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No apologies

Please add to your list of proscribed lame devices this example from an Associated Press article describing a rare snowfall in Baghdad:

For a couple of hours anyway, a city where mortar shells routinely zoom across to the Green Zone became united as one big White Zone. As of late afternoon, there were no reports of violence. The snow showed no favoritism as it fell faintly on neighborhoods Shiite and Sunni alike, and (with apologies to James Joyce) upon all the living and the dead.

The other merits, if any, of this length of prose aside, with apologies to is a construction that a writer uses to identify an allusion that he fears the reader might not catch. It's a written equivalent of a nudge in the ribs.

If you lack confidence that your readers will catch an allusion, you probably shouldn’t make it.

With apologies to is also the construction commonly used to introduce an imitation of a well-known poem or other work of art. Most such parodies fail to impress — and if you doubt me, you can look up the feeble items disclosed on a Google search of the phrase “with apologies to Robert Frost.” Mr. Frost doesn’t need your apologies, but it would be good of you to shut up.


Posted by John McIntyre at 8:45 AM | | Comments (5)


Is it really the belief of a number of amateur or younger journalists that their readers aren't intelligent anymore? It seems mildly offensive that a reporter would have to nudge their readers to make the allusion to (in this case) James Joyce. Wouldn't one make the assumption that those reading the paper are a little more literary than others in the world?

To JB: Sadly, readers AREN'T as intelligent or as well-read anymore. Sad but true.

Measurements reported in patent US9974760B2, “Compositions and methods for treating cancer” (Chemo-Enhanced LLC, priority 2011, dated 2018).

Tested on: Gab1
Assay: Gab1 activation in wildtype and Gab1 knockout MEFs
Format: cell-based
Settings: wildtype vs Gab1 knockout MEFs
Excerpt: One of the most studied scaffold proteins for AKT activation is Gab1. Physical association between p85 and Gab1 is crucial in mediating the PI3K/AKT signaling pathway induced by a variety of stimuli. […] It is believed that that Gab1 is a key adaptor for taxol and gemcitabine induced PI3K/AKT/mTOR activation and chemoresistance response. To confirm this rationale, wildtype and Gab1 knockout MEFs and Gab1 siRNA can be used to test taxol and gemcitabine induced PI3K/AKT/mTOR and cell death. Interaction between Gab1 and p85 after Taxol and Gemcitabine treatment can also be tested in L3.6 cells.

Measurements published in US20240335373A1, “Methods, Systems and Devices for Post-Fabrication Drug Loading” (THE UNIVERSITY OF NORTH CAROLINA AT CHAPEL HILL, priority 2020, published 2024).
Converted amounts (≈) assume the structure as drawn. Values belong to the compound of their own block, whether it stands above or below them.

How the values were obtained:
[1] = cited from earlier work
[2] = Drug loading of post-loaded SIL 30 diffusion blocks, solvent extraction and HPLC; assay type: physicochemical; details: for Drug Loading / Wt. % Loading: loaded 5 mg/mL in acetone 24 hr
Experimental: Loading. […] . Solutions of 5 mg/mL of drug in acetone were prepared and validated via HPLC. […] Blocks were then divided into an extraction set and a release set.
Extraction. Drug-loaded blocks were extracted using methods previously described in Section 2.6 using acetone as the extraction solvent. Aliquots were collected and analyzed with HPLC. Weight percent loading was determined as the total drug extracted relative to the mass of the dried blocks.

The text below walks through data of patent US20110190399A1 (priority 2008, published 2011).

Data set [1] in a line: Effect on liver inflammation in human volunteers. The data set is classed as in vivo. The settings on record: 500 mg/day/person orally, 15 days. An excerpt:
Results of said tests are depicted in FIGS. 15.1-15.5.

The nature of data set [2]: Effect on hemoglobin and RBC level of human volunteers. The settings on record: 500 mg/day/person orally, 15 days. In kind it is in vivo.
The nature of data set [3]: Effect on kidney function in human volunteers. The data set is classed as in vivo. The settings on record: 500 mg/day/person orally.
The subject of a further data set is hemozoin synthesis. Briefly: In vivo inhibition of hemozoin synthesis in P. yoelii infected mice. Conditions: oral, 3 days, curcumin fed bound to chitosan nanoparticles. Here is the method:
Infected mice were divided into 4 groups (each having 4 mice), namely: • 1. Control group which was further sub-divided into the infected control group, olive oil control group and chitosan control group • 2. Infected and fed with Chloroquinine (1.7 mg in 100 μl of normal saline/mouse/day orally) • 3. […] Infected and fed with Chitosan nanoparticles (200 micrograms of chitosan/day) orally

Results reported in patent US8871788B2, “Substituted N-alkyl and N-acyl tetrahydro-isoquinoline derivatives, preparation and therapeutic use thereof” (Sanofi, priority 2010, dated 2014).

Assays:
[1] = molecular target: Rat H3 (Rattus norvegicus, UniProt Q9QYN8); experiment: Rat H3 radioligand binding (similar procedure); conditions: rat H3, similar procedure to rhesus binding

To JM: Thank you for making me spit coffee out on my new shiny Dell monitor with that last line. You're hysterical. :-)

Perhaps I'm cynical, but I imagine the device is less an offensive effort to connect the dots than it is a writer's attempt to "subtly" display his or her own brilliance. In defense of the younger writer, however, I would argue that pretentiousness is a crime not limited to our generation, though we may indeed be less skilled at hiding it.

Would you mind terribly if we add the use of "lame" as an adjective to the list?

I'm tempted to say that lame is in fact an adjective, but I see your point.

This is America, and it's your language. Be my guest.

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About John McIntyre
John McIntyre, mild-mannered editor for a great metropolitan newspaper, has fussed over writers’ work, to sporadic expressions of gratitude, for thirty years. He is The Sun’s night content production manager and former head of its copy desk. He also teaches editing at Loyola University Maryland. A former president of the American Copy Editors Society, a native of Kentucky, a graduate of Michigan State and Syracuse, and a moderate prescriptivist, he writes about language, journalism, and arbitrarily chosen topics. If you are inspired by a spirit of contradiction, comment on the posts or write to him at
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